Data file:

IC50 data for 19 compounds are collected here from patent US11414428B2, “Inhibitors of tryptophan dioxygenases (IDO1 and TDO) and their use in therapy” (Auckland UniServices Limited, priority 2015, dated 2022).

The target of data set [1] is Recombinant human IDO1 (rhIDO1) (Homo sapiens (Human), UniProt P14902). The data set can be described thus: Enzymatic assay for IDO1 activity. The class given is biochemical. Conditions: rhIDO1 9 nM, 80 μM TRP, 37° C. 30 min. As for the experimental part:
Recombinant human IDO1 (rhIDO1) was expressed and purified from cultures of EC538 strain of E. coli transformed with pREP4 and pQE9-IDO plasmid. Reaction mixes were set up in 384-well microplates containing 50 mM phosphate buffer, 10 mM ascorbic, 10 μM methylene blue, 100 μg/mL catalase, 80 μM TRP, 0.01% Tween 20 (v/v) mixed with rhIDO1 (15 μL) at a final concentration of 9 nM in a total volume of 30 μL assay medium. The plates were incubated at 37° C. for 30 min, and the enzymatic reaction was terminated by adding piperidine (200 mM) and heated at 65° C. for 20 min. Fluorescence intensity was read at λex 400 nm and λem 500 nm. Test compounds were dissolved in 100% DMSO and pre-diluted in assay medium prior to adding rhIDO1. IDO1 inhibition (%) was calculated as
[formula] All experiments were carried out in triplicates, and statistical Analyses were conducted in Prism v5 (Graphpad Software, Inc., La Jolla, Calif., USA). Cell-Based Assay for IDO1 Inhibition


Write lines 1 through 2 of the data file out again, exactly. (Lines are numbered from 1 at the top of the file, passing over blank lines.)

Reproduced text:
IC50 data for 19 compounds are collected here from patent US11414428B2, “Inhibitors of tryptophan dioxygenases (IDO1 and TDO) and their use in therapy” (Auckland UniServices Limited, priority 2015, dated 2022).

The target of data set [1] is Recombinant human IDO1 (rhIDO1) (Homo sapiens (Human), UniProt P14902). The data set can be described thus: Enzymatic assay for IDO1 activity. The class given is biochemical. Conditions: rhIDO1 9 nM, 80 μM TRP, 37° C. 30 min. As for the experimental part: